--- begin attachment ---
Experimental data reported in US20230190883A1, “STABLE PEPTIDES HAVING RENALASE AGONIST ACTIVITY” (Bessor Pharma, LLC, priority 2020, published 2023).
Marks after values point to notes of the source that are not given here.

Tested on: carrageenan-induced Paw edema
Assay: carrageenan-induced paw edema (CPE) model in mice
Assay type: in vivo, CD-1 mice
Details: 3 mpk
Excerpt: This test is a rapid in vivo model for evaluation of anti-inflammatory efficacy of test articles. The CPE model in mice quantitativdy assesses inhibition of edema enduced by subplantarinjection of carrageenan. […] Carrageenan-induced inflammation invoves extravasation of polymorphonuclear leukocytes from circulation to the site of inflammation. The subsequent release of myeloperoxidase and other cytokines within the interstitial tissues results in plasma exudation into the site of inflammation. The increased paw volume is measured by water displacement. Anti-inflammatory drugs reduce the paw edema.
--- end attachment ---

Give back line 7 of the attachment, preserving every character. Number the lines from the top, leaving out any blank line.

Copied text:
Excerpt: This test is a rapid in vivo model for evaluation of anti-inflammatory efficacy of test articles. The CPE model in mice quantitativdy assesses inhibition of edema enduced by subplantarinjection of carrageenan. […] Carrageenan-induced inflammation invoves extravasation of polymorphonuclear leukocytes from circulation to the site of inflammation. The subsequent release of myeloperoxidase and other cytokines within the interstitial tissues results in plasma exudation into the site of inflammation. The increased paw volume is measured by water displacement. Anti-inflammatory drugs reduce the paw edema.